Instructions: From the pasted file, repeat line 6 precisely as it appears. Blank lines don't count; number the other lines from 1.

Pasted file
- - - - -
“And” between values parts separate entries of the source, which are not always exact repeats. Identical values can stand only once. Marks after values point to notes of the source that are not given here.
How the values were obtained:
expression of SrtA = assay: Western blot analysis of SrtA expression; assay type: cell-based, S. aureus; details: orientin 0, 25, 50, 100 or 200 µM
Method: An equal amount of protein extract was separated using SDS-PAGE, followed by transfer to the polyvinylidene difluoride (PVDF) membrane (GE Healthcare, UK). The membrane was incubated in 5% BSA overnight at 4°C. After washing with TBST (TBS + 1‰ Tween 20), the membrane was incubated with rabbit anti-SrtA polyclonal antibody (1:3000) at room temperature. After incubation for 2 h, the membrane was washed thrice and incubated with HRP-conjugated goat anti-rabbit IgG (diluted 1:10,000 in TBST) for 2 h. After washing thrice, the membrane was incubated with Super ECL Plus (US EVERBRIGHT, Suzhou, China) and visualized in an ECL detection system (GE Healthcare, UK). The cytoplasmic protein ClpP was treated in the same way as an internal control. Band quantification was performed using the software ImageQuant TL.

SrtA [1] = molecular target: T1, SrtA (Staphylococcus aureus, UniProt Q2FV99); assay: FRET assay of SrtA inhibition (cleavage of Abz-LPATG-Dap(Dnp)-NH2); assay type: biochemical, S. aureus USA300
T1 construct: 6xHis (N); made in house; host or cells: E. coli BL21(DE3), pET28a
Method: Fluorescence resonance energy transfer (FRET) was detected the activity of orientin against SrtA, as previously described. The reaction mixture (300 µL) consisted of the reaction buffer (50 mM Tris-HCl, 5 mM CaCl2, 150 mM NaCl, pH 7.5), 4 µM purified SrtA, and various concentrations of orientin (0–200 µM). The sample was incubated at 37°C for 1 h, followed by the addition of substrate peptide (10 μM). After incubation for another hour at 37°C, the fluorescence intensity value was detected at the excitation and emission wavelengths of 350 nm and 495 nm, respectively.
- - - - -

T1 construct: 6xHis (N); made in house; host or cells: E. coli BL21(DE3), pET28a